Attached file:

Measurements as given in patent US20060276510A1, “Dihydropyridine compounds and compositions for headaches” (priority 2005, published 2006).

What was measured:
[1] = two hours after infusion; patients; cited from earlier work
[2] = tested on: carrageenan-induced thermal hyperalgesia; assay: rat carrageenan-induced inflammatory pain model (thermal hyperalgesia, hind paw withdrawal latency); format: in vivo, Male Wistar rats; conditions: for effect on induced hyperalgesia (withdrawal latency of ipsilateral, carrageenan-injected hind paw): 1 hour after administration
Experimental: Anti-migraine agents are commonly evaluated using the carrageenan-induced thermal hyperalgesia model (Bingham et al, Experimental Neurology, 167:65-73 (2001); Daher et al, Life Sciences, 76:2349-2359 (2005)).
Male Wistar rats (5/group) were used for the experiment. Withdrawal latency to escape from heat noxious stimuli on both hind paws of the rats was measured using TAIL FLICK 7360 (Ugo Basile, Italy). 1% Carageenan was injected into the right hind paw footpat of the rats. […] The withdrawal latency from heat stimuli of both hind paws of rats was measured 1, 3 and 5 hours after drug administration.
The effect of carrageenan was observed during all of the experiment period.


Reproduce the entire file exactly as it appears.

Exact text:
Measurements as given in patent US20060276510A1, “Dihydropyridine compounds and compositions for headaches” (priority 2005, published 2006).

What was measured:
[1] = two hours after infusion; patients; cited from earlier work
[2] = tested on: carrageenan-induced thermal hyperalgesia; assay: rat carrageenan-induced inflammatory pain model (thermal hyperalgesia, hind paw withdrawal latency); format: in vivo, Male Wistar rats; conditions: for effect on induced hyperalgesia (withdrawal latency of ipsilateral, carrageenan-injected hind paw): 1 hour after administration
Experimental: Anti-migraine agents are commonly evaluated using the carrageenan-induced thermal hyperalgesia model (Bingham et al, Experimental Neurology, 167:65-73 (2001); Daher et al, Life Sciences, 76:2349-2359 (2005)).
Male Wistar rats (5/group) were used for the experiment. Withdrawal latency to escape from heat noxious stimuli on both hind paws of the rats was measured using TAIL FLICK 7360 (Ugo Basile, Italy). 1% Carageenan was injected into the right hind paw footpat of the rats. […] The withdrawal latency from heat stimuli of both hind paws of rats was measured 1, 3 and 5 hours after drug administration.
The effect of carrageenan was observed during all of the experiment period.